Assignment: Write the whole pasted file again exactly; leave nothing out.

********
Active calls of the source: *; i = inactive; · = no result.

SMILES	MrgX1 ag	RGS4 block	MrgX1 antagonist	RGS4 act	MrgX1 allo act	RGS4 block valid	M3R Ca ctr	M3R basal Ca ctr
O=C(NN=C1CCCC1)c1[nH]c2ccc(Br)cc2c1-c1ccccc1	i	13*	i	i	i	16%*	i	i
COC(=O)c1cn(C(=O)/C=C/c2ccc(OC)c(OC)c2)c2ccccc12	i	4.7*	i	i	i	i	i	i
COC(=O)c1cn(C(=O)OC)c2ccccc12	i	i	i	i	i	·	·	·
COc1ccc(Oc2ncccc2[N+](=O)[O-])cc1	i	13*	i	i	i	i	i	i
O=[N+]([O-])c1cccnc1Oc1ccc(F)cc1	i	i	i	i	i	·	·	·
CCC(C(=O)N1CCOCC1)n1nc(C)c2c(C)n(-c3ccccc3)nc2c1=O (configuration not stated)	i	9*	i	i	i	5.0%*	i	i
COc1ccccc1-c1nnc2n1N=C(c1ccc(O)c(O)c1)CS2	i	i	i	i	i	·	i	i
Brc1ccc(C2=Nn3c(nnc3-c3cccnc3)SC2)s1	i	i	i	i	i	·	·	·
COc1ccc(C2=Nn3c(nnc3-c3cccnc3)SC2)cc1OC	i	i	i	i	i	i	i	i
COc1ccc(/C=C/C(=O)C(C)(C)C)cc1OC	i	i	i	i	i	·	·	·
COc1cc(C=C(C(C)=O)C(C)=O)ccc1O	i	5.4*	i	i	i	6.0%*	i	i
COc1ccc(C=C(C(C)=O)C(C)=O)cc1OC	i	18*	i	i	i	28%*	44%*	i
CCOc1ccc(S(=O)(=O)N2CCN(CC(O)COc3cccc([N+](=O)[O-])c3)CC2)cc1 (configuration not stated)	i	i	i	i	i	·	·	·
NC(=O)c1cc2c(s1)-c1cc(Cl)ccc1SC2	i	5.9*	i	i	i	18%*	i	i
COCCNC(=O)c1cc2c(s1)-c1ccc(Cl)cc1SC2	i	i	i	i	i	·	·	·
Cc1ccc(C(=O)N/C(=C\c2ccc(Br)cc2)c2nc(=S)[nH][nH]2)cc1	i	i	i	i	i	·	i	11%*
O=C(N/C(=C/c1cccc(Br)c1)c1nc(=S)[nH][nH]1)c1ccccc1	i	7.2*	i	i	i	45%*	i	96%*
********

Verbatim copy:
Active calls of the source: *; i = inactive; · = no result.

SMILES	MrgX1 ag	RGS4 block	MrgX1 antagonist	RGS4 act	MrgX1 allo act	RGS4 block valid	M3R Ca ctr	M3R basal Ca ctr
O=C(NN=C1CCCC1)c1[nH]c2ccc(Br)cc2c1-c1ccccc1	i	13*	i	i	i	16%*	i	i
COC(=O)c1cn(C(=O)/C=C/c2ccc(OC)c(OC)c2)c2ccccc12	i	4.7*	i	i	i	i	i	i
COC(=O)c1cn(C(=O)OC)c2ccccc12	i	i	i	i	i	·	·	·
COc1ccc(Oc2ncccc2[N+](=O)[O-])cc1	i	13*	i	i	i	i	i	i
O=[N+]([O-])c1cccnc1Oc1ccc(F)cc1	i	i	i	i	i	·	·	·
CCC(C(=O)N1CCOCC1)n1nc(C)c2c(C)n(-c3ccccc3)nc2c1=O (configuration not stated)	i	9*	i	i	i	5.0%*	i	i
COc1ccccc1-c1nnc2n1N=C(c1ccc(O)c(O)c1)CS2	i	i	i	i	i	·	i	i
Brc1ccc(C2=Nn3c(nnc3-c3cccnc3)SC2)s1	i	i	i	i	i	·	·	·
COc1ccc(C2=Nn3c(nnc3-c3cccnc3)SC2)cc1OC	i	i	i	i	i	i	i	i
COc1ccc(/C=C/C(=O)C(C)(C)C)cc1OC	i	i	i	i	i	·	·	·
COc1cc(C=C(C(C)=O)C(C)=O)ccc1O	i	5.4*	i	i	i	6.0%*	i	i
COc1ccc(C=C(C(C)=O)C(C)=O)cc1OC	i	18*	i	i	i	28%*	44%*	i
CCOc1ccc(S(=O)(=O)N2CCN(CC(O)COc3cccc([N+](=O)[O-])c3)CC2)cc1 (configuration not stated)	i	i	i	i	i	·	·	·
NC(=O)c1cc2c(s1)-c1cc(Cl)ccc1SC2	i	5.9*	i	i	i	18%*	i	i
COCCNC(=O)c1cc2c(s1)-c1ccc(Cl)cc1SC2	i	i	i	i	i	·	·	·
Cc1ccc(C(=O)N/C(=C\c2ccc(Br)cc2)c2nc(=S)[nH][nH]2)cc1	i	i	i	i	i	·	i	11%*
O=C(N/C(=C/c1cccc(Br)c1)c1nc(=S)[nH][nH]1)c1ccccc1	i	7.2*	i	i	i	45%*	i	96%*